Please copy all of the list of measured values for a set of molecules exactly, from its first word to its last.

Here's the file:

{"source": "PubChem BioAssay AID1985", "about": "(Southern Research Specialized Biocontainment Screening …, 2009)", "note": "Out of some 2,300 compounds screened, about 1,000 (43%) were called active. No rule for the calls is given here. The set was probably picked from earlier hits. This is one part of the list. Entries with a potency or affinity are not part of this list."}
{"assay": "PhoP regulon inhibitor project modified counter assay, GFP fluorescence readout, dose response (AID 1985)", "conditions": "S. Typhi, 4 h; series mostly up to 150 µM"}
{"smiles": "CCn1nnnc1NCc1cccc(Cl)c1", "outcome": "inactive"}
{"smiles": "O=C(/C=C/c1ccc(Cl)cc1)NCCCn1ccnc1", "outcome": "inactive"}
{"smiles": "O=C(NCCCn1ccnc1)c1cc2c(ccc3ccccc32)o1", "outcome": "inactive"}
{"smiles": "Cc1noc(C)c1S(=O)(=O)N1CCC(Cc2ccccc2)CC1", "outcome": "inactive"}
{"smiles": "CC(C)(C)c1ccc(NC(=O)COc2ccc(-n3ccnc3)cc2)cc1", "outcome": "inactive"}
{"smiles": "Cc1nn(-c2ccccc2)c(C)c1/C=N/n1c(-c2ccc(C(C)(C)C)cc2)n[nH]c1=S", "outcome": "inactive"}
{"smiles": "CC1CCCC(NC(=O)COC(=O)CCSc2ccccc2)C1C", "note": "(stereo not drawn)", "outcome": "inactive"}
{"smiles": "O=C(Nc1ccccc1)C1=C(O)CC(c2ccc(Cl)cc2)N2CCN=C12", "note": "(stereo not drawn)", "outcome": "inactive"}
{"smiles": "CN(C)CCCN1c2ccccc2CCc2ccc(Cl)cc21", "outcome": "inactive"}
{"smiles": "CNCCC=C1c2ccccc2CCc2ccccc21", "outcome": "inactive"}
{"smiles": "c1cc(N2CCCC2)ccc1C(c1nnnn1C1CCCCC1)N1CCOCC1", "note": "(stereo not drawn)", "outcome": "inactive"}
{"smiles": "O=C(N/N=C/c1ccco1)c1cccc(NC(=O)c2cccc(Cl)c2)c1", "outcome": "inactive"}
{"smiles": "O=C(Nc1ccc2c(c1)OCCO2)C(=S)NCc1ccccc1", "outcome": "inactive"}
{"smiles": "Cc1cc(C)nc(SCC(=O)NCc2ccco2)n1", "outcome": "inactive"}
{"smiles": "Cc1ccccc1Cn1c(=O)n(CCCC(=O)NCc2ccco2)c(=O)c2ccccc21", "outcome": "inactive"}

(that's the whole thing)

{"source": "PubChem BioAssay AID1985", "about": "(Southern Research Specialized Biocontainment Screening …, 2009)", "note": "Out of some 2,300 compounds screened, about 1,000 (43%) were called active. No rule for the calls is given here. The set was probably picked from earlier hits. This is one part of the list. Entries with a potency or affinity are not part of this list."}
{"assay": "PhoP regulon inhibitor project modified counter assay, GFP fluorescence readout, dose response (AID 1985)", "conditions": "S. Typhi, 4 h; series mostly up to 150 µM"}
{"smiles": "CCn1nnnc1NCc1cccc(Cl)c1", "outcome": "inactive"}
{"smiles": "O=C(/C=C/c1ccc(Cl)cc1)NCCCn1ccnc1", "outcome": "inactive"}
{"smiles": "O=C(NCCCn1ccnc1)c1cc2c(ccc3ccccc32)o1", "outcome": "inactive"}
{"smiles": "Cc1noc(C)c1S(=O)(=O)N1CCC(Cc2ccccc2)CC1", "outcome": "inactive"}
{"smiles": "CC(C)(C)c1ccc(NC(=O)COc2ccc(-n3ccnc3)cc2)cc1", "outcome": "inactive"}
{"smiles": "Cc1nn(-c2ccccc2)c(C)c1/C=N/n1c(-c2ccc(C(C)(C)C)cc2)n[nH]c1=S", "outcome": "inactive"}
{"smiles": "CC1CCCC(NC(=O)COC(=O)CCSc2ccccc2)C1C", "note": "(stereo not drawn)", "outcome": "inactive"}
{"smiles": "O=C(Nc1ccccc1)C1=C(O)CC(c2ccc(Cl)cc2)N2CCN=C12", "note": "(stereo not drawn)", "outcome": "inactive"}
{"smiles": "CN(C)CCCN1c2ccccc2CCc2ccc(Cl)cc21", "outcome": "inactive"}
{"smiles": "CNCCC=C1c2ccccc2CCc2ccccc21", "outcome": "inactive"}
{"smiles": "c1cc(N2CCCC2)ccc1C(c1nnnn1C1CCCCC1)N1CCOCC1", "note": "(stereo not drawn)", "outcome": "inactive"}
{"smiles": "O=C(N/N=C/c1ccco1)c1cccc(NC(=O)c2cccc(Cl)c2)c1", "outcome": "inactive"}
{"smiles": "O=C(Nc1ccc2c(c1)OCCO2)C(=S)NCc1ccccc1", "outcome": "inactive"}
{"smiles": "Cc1cc(C)nc(SCC(=O)NCc2ccco2)n1", "outcome": "inactive"}
{"smiles": "Cc1ccccc1Cn1c(=O)n(CCCC(=O)NCc2ccco2)c(=O)c2ccccc21", "outcome": "inactive"}